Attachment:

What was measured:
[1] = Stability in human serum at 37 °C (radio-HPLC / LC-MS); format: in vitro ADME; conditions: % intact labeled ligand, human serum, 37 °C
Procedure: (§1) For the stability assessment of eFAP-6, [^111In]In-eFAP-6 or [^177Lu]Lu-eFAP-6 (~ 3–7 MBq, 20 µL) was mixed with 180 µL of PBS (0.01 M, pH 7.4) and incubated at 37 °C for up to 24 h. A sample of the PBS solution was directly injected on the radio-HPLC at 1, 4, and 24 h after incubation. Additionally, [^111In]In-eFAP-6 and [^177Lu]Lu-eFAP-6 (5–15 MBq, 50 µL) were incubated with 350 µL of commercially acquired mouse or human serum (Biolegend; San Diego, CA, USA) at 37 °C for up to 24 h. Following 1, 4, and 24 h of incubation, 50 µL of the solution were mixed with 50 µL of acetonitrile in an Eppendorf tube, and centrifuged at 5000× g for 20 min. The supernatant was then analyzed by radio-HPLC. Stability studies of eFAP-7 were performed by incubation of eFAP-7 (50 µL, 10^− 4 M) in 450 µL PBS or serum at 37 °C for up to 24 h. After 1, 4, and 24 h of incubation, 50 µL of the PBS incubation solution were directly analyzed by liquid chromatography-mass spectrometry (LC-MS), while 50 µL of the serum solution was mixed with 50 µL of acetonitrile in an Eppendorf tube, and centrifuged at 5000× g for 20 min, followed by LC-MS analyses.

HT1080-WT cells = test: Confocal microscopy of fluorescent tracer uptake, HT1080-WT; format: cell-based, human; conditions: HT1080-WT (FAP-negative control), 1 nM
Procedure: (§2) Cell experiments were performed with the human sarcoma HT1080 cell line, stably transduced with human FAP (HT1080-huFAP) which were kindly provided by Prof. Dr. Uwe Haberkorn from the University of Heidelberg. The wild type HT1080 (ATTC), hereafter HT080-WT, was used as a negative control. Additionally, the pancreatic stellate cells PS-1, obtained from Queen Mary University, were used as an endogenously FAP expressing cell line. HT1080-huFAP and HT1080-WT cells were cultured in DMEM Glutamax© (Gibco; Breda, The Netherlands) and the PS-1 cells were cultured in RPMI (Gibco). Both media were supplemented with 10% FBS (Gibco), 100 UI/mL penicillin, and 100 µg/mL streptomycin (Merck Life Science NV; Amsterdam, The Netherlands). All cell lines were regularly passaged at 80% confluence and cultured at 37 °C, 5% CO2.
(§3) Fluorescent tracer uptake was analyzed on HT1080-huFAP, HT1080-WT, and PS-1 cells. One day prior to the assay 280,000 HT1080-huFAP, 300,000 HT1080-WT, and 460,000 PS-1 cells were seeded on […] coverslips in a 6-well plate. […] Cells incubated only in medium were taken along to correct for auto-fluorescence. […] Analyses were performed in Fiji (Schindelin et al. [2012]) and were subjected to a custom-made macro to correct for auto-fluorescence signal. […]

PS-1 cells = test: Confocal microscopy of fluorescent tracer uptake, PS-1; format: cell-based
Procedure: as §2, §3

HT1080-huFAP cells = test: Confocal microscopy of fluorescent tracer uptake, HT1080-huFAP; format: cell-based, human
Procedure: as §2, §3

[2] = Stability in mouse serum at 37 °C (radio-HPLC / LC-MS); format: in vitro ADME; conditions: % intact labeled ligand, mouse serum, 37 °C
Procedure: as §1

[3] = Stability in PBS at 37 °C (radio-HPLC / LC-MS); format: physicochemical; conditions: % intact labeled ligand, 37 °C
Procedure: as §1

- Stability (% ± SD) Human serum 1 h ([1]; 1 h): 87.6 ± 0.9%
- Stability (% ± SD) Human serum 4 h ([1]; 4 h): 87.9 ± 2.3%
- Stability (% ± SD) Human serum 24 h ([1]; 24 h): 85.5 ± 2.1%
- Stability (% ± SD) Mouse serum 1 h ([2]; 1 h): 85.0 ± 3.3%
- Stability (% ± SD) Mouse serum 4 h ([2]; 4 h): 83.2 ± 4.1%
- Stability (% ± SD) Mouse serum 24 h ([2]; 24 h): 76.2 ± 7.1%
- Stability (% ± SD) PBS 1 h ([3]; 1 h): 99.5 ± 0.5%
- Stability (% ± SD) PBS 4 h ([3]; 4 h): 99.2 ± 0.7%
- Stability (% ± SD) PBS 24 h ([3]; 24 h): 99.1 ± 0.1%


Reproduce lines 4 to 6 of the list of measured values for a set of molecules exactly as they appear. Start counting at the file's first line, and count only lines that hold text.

HT1080-WT cells = test: Confocal microscopy of fluorescent tracer uptake, HT1080-WT; format: cell-based, human; conditions: HT1080-WT (FAP-negative control), 1 nM
Procedure: (§2) Cell experiments were performed with the human sarcoma HT1080 cell line, stably transduced with human FAP (HT1080-huFAP) which were kindly provided by Prof. Dr. Uwe Haberkorn from the University of Heidelberg. The wild type HT1080 (ATTC), hereafter HT080-WT, was used as a negative control. Additionally, the pancreatic stellate cells PS-1, obtained from Queen Mary University, were used as an endogenously FAP expressing cell line. HT1080-huFAP and HT1080-WT cells were cultured in DMEM Glutamax© (Gibco; Breda, The Netherlands) and the PS-1 cells were cultured in RPMI (Gibco). Both media were supplemented with 10% FBS (Gibco), 100 UI/mL penicillin, and 100 µg/mL streptomycin (Merck Life Science NV; Amsterdam, The Netherlands). All cell lines were regularly passaged at 80% confluence and cultured at 37 °C, 5% CO2.
(§3) Fluorescent tracer uptake was analyzed on HT1080-huFAP, HT1080-WT, and PS-1 cells. One day prior to the assay 280,000 HT1080-huFAP, 300,000 HT1080-WT, and 460,000 PS-1 cells were seeded on […] coverslips in a 6-well plate. […] Cells incubated only in medium were taken along to correct for auto-fluorescence. […] Analyses were performed in Fiji (Schindelin et al. [2012]) and were subjected to a custom-made macro to correct for auto-fluorescence signal. […]